Flying with Kids

As I pull my two-year-old daughter out of her car seat and strap her into her stroller, my husband heaves my suitcase out of the trunk.

“Got everything?” he asks. I look around and nod my head before hugging him tightly. “Have fun!”

He kisses April and climbs back into the car. I sigh deeply, grin, and enter the terminal.

For single parents, or those whose spouses are often too busy take time off, the idea of travelling solo with your kids might cause your heart to skip a beat. But with these tips your flight – and arrival – will be as easy and pleasant as possible.

1. Pack light

It’s often tempting to double up on clothes, especially when weather and kids can be unpredictable, but remember that you can always do laundry or buy essentials at your destination. Make your life simpler by packing less than you think you’ll need and by sharing a suitcase to save space.

2. Take a stroller

Even if you don’t use a stroller at home, taking one along when travelling can prevent major headaches. You’ll always know where your child is and she can nap en route. Most airlines let you check strollers and car seats right at the gate, so you can get through the airport without the worry of hauling bags and chasing after your curious kid. And if your little one is still light enough, baby carriers save hands.

3. Pack food and request special meals

A lot of kids are particular about what they eat. There’s no reason to get stuck buying expensive food in the departure lounge, so pack healthy snacks for the airport and flight. Remember: sugar makes kids crazy. Try to avoid it on flights for your and the other passengers’ sanity. Also, many airlines have special meals for kids and people with food allergies. Call the airline after you book your tickets to find out your options.

4. Check in online

Travelling alone with a kid often means royal treatment and lots of line skipping, but it’s still worth the extra effort to check in from home. Online check-in usually starts 24 hours before departure but make sure to verify the rules pertaining to your particular flight.

5. Board first… or last

Most airlines let people with young children board before the other economy passengers, which lets you take your time getting seated and organized before the crunch of other people in the aisles. Alternately, if you’re on a long flight, you could let your kids run around in the lounge until everyone else has boarded. Just make sure you don’t miss your flight!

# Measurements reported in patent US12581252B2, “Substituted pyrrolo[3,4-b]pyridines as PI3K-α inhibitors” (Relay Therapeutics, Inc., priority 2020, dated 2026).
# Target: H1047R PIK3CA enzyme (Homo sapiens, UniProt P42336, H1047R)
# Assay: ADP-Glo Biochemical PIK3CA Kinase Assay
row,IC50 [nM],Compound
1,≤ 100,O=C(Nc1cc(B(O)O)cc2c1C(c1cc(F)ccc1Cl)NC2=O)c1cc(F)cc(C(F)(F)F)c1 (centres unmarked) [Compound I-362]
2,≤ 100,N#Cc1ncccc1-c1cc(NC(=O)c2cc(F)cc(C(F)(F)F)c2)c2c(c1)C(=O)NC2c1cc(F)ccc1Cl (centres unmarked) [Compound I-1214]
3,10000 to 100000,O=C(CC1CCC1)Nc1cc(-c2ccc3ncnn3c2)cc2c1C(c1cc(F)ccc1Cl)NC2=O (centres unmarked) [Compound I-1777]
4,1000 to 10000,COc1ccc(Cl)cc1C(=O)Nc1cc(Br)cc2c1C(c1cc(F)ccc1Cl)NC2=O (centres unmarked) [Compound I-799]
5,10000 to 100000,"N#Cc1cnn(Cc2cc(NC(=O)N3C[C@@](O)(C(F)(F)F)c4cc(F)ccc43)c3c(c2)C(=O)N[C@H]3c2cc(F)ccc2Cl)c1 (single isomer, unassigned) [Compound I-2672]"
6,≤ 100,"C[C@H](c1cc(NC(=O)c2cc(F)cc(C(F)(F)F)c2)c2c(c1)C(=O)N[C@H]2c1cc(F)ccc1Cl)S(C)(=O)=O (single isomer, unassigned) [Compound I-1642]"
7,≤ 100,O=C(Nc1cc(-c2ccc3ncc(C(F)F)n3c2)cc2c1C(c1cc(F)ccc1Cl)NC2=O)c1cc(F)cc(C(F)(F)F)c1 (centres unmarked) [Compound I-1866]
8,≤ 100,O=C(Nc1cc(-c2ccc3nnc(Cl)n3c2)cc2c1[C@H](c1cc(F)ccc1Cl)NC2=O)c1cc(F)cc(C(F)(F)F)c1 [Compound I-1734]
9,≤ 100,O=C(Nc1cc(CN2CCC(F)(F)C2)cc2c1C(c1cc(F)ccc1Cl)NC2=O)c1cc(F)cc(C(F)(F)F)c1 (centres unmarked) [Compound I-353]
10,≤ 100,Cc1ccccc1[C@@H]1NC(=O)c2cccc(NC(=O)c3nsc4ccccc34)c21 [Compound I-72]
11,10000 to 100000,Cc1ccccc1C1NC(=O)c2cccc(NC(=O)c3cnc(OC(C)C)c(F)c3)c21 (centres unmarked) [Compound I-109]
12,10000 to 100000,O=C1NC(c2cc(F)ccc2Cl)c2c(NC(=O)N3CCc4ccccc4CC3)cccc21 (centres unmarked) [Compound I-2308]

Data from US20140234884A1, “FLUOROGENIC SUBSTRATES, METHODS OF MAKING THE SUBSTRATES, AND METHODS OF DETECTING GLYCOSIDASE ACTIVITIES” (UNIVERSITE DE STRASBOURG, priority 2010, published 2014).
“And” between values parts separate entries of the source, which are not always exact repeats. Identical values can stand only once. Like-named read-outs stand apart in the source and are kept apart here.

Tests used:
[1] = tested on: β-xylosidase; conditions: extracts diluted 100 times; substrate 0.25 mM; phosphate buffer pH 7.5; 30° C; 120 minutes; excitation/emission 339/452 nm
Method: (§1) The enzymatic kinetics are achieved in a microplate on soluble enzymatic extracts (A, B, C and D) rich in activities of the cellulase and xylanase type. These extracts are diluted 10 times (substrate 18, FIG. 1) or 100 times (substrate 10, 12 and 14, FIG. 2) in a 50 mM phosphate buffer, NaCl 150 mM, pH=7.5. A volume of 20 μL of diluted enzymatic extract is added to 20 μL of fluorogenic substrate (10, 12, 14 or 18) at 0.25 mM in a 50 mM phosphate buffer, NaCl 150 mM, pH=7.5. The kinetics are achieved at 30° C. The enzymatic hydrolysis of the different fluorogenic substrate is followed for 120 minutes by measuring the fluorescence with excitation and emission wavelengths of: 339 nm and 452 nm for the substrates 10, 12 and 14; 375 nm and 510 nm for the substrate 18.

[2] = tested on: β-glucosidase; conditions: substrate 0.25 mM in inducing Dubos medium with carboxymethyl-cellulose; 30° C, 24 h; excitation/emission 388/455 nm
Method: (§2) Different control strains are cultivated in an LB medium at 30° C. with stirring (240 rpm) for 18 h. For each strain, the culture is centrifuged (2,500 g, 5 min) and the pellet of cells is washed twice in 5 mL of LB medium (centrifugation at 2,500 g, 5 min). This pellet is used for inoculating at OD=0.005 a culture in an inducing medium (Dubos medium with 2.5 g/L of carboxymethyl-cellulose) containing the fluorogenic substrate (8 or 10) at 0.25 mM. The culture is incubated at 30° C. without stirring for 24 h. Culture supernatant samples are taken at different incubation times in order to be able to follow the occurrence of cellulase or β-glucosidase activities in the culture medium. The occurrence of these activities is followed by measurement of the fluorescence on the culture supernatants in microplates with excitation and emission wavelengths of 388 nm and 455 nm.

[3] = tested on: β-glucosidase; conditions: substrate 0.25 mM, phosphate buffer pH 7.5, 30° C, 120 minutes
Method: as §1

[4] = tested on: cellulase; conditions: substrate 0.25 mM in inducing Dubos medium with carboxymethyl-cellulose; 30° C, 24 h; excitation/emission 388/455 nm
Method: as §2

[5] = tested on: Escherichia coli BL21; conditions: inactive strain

6. Pack plenty of activities and toys

Being prepared and willing to engage with your children for long periods of time helps them make it through long flights without making noisy nuisances of themselves. So bring (new) books, crayons, toys and if you have one, a tablet or laptop for watching movies. When you’re flying with a kid, you don’t get to relax unless they’re occupied or sleeping, so make sure you’re prepared for the whole trip.

7. Ask for help

Flight attendants can be your best friends when you’re travelling alone with a child. If you need a bathroom break, ask one to keep an eye out while you’re gone. Or make friends with your fellow passengers. If your kids know how to behave, other passengers will go out of their way to help you out.

8. Know how you’re getting to your destination from the airport

While there are always taxi ranks outside of airports, after a long flight the last thing you want is more waiting. So figure out how you’re getting to your post-airport destination in advance, whether it’s a shuttle, a friend or family member waiting for you, or a reserved car.

9. Choose your destination carefully

Visiting friends or family overseas is a great way to get away and have built-in help. But if you don’t know anyone at your destination, make sure to do your research beforehand. There are plenty of services that connect locals with travellers, and while travelling with kids is often a passport to excellent service and help, you can always make your life easier by enlisting a local guide or learning about kid-friendly activities before you get there.

Leave a Reply